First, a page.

On October 19, photography enthusiasts worldwide sat in front of computers streaming live feed from the premier international award for black and white photography, the Black and White Spider Awards. Broadcast from London, the prestigious awards were selected from over 9,500 entries representing more than 75 countries. Jurors included leaders in the field from institutions such as the Tate, London, Galerie Baudoin Lebon, Paris, and Art Stage, Singapore.
As the names of accomplished artists were recognized, one artist in Fort Wayne was surprised to learn that his entry was among the most notable works. Rob Borel, a prolific Fort Wayne photographer, was recognized as a nominee for his piece titled, “Pas De Deux.” The piece illustrates a “duet of gracefulness” as a ballerina dressed in a cloud of white tulle drapes her body lovingly over the back of an elephant that appears to be rolling gracefully through a setting of urban decay. The photograph doesn’t make a clear statement, but rather ignites a stream of questions from the viewer. One might ask, how did they end up there? What has happened to these two? Where are they going now?
Through his journey of creating the piece, Borel learned of the abhorrent treatment elephants are subjected to, not only in circus environments but also in countries where elephants are revered. These magnificent, gentle giants are dominated by abuse in order to serve man. Borel began to question how human behavior could turn so dark. His questions led him to uncover a disturbing truth about the treatment of these animals. “Pas De Deux” offers a sense of peace and nurturing to a situation that is in reality dark and horrifying.
The balance of a delicate dancer upon a massive animal can at first be interpreted as contrast, but if one is inquisitive enough to investigate, he will quickly learn that the elephant, too, is light on its feet. Thus, the viewer is prompted to search for more similarities that might be represented in the work.
Borel’s artistic pieces generate more questions than answers. He himself is an artist who shoots out questions more than explanations during a conversation. When Borel hears a comment describing his work as being original, his brain reacts by posing a question in return.
“How do you know when a work is original? Everyone is influenced by what they have seen and the work of others. But your eyes aren’t going to see the work in the same way as the next person.”
Influenced by artists such as Man Ray, Edward Weston and Irving Penn, Borel’s work follows the same vein of curiosity as early surrealist work. Borel often shoots ordinary objects from unusual perspectives or sets objects in curious combinations. One can only assume that his creative process is filled with a continuous internal dialogue of inquiry streaming with an endless line of questions.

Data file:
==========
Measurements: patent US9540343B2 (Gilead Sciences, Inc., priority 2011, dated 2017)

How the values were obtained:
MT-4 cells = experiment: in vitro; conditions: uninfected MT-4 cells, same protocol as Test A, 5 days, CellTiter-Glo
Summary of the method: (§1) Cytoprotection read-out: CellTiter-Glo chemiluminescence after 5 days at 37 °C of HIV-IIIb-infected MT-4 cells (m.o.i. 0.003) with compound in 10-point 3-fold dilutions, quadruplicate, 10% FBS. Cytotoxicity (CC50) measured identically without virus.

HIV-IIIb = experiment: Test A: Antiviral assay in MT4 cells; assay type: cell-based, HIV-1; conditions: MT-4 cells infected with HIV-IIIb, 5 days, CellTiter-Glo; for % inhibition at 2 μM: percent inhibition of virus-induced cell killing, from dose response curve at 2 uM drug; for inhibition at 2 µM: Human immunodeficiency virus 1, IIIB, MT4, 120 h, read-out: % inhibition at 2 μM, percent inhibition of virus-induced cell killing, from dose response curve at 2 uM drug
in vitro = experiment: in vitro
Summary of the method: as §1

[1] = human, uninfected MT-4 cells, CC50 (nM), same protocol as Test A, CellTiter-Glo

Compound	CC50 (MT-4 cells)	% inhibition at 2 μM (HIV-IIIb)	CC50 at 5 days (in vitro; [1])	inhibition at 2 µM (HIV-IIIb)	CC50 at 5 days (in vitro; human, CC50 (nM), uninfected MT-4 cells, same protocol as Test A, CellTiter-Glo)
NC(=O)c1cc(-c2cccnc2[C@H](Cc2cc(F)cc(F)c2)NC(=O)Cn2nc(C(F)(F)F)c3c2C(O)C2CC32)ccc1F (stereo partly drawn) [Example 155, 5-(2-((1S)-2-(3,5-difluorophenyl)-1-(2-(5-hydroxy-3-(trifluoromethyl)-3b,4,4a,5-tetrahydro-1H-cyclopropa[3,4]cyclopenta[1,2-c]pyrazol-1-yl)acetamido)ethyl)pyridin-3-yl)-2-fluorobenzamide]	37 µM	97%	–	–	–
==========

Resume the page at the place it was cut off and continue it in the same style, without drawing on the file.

“Why is that isolated wall standing in a field?” Borel asked of a concrete structure that stood alongside I69 behind the old Seyfert’s potato chip factory. (The orphaned wall happened to be a remnant from an abandoned hotel construction project.) “What if I put a couch in front of that wall and take a photograph?” His work asks viewers to consider the ordinary with fascination and to also consider “what if” even a small part of ordinary life were to change.
While many people continue to condemn Fort Wayne for being a cultural wasteland void of artistic expression, Borel looks for inspiration in places that many of us pass dozens, even hundreds, of times. He finds tiny compositions that, when put to print, are intriguing and certainly worth a few moments of sustained staring and even pondering. He has photographed countless shots of urban decay throughout our city – not with the intent to throw up his arms in disgust, but rather to say simply, this exists; take a moment to stop and admire the crumbling concrete and brick.
Borel has created works that grip the viewer and wrap him in tension. He uses the nooks and corners of the main floor of his apartment building for background settings and has even ventured down to the basement where the boilers and furnaces live to shoot some unusual scenes. He has taken bits of the vacated Byron Health Center and created pieces heavy with anxiety that echo a hollow chill, even after leaving the viewer’s eye.
His artistic work tends to lean toward the dark side.
“I’m not consumed by the dark image, but I’m not afraid of it,” he says. Somehow, he is able to create pieces to which a viewer may instinctively comment, “This should scare the crap out of me,” but for some reason the images allow one to jump in and explore without running away screaming in terror. He presents images as if they were cut from a dream and veiled by a thin shield of mystery that tempts the viewer to look fear straight in the face.